There’s been a few times while in the produce section at the grocery store pondering over the limited ground provision section, when I’ve been questioned about some of the selections. People are very interested in learning more about the “strange” foods which now occupy space on the shelves… name, where it comes from, how do you prepare it, taste, texture and how to shop for them. Grocers should post a little info card with items that’s not necessarily common to everyday shoppers.
Before you send me “clarification” emails I have to mention that what I used (as it was labelled) is “taro” and not dasheen. Pretty much the same thing if you ask me, but I just wanted to be clear (I’ve being getting buff lately). We were down at the St Lawrence Market this past Saturday and after sampling some of the freshly made oven roasted pork belly which also had that rich smokey taste of bacon and the sort of crispy skin that crackles with fatty goodness… we just had to get some to take home with us. My dad grew up on my great grandparents cocoa and coffee plantation and being there was no electricity or fridge.. a lot of their meats were smoked, salted or brine. As soon as my dad saw the thick slices of the bacon, he spoke about his childhood days and eating this with ground provisions. Yup! The lights went off in my head as I knew I had a taro in my fridge from my grocery trip a couple days back.
2 lbs dasheen or taro (peeled and cubed)
1 medium onion slice
1/4 scotch bonnet or habanero pepper (any hot pepper you like)
1 1/2 tablespoon olive oil (or vegetable)
2 cloves garlic sliced
dash black pepper
3/4 teaspoon salt
1 green onion chopped (scallion)
1 tablespoon butter
1/4 lb bacon
The bacon I used was pork belly which was smoked as would bacon, then oven roasted with some sort of glaze. The crispy skin and bit’s of fat will work well with this dish. If pork is not your thing or you’d like to keep this vegetarian, you can omit any meat in the refrying step. Another option instead of the bacon would be pieces of slated cod fish or any sort of smoked meats you like.
The first part of the recipe is basically how to peel, cut and cook taro or dasheen. After which you can mix it with some butter and have it very basic. Or you can certainly refry with bacon or smoke meats as I will show you later and also make it vegetarian by not using any sort of meat. Additionally you can mash as you would potatoes and make a creamy mashed dasheen by adding milk/cream, butter and some fresh ground black pepper. (to peel use a sharp pairing knife or potato peeler)
Peel, cut into pieces (same size for uniform cooking time) and wash under cool water. If you’re using freshly harvested taro or dasheen you may want to wear gloves when peeling to prevent your hands from itching. Then place in a deep pot, cover with water (about 1 inch above the last piece), bring to a boil, reduce your heat to a rolling boil and let cook about 20 minutes or until tender. This is when you’d also add the salt to the boiling pot with the taro.Since there are a few factors which will account for how quickly your dasheen or taro cooks, I cannot guarantee that your cooking time will be the same. I would test after 15-20 minutes using this method… using a sharp paring knife, stick it into a piece of the taro. If there’s no resistance, it means that it’s cooked. Please bear in mind that the top pieces (pieces from the top portion of the actual taro, called the ‘head’… where it was attached to the stems during growth) may take a little longer to cook.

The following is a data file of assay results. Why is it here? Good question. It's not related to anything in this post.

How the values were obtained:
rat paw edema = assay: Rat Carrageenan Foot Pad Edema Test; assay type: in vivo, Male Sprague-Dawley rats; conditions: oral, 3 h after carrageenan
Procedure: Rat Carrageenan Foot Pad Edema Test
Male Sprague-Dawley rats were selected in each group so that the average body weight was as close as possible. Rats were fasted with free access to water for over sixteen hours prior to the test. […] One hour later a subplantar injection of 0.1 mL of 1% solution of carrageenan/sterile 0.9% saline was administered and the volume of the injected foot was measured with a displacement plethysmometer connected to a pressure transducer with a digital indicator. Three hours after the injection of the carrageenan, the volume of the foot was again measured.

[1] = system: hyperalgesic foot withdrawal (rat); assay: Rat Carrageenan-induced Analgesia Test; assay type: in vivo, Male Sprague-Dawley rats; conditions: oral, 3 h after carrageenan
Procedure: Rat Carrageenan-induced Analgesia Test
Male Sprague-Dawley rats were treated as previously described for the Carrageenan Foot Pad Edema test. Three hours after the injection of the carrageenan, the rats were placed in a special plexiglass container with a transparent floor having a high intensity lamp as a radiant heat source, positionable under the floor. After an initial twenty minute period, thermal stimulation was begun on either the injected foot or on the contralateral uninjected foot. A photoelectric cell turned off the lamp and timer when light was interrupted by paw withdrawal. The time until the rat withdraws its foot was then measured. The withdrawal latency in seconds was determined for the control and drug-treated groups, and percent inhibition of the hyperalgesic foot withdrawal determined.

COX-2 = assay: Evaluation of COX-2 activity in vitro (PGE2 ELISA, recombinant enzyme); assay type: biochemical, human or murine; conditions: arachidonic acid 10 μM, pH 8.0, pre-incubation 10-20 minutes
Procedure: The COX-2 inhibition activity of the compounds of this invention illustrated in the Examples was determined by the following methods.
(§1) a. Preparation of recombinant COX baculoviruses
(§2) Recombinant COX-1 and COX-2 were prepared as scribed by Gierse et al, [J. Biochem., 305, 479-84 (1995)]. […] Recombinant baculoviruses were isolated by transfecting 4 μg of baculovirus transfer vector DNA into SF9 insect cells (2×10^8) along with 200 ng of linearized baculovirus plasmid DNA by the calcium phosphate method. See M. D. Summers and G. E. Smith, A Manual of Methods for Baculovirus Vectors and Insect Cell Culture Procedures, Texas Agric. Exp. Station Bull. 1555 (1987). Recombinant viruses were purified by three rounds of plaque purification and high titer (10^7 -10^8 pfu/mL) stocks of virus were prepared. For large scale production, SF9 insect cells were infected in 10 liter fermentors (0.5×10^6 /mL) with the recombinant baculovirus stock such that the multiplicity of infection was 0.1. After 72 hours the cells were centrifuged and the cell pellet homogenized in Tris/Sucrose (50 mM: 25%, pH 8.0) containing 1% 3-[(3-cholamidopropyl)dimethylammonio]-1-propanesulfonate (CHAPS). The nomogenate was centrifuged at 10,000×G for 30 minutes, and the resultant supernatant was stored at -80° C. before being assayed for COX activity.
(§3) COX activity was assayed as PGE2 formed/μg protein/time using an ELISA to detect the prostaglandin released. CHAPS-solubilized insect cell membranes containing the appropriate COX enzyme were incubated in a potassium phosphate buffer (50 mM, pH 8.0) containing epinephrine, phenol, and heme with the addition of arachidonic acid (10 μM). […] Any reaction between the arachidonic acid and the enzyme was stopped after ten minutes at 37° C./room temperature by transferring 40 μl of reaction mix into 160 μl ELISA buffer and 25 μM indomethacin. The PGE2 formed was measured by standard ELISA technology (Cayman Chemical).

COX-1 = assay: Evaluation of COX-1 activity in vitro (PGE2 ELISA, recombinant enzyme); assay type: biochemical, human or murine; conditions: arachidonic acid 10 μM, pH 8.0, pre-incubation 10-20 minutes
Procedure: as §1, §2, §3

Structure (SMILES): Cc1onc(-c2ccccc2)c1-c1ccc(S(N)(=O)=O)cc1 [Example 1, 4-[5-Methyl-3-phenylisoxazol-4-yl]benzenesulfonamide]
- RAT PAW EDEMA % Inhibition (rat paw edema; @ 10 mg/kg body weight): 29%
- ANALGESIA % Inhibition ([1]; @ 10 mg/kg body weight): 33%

When the taro or dasheen comes to a boil you’ll notice some froth acquire at the top of the pot. Please spoon that out and discard. I believe that’s a combination of starch and some other impurities. While the taro was boiling I prepared the other ingredients for refrying it with.
After about 20 minutes of boiling (with the lid off) I tested to see if the pieces were cooked, then I drained and began the steps involved in refrying. At this point is when you can enjoy with butter or make into a mash as I explained above.
I then placed the butter and oil into a sauce pan (fairly deep) under medium heat, then added the pieces of smoked bacon that I cut into cubes earlier. Allow this to cook for a few minutes, until you start getting crispy edges.
I then added the garlic, onions, slices of scotch bonnet and black pepper. Allow that to cook for a couple minutes to soften and infuse it’s flavor into the entire dish. The final step is to now add the pieces of cooked dasheen or taro, top with the green onions and stir. Allow that to cook for about 3-5 minutes, stirring occasionally. With the natural sugars in the taro, the edges may start to go golden, so you may want to reduce the heat a bit. I love this texture and the taste of the sort of burnt edges, so I allow mine to cook on high heat. That’s just my preference.
So now you know a bit about dasheen and/or taro and I do hope you give it a try the next time you come across it in the grocery store or roadside vendor. There was enough here to serve about 3-4 people as a complete meal.
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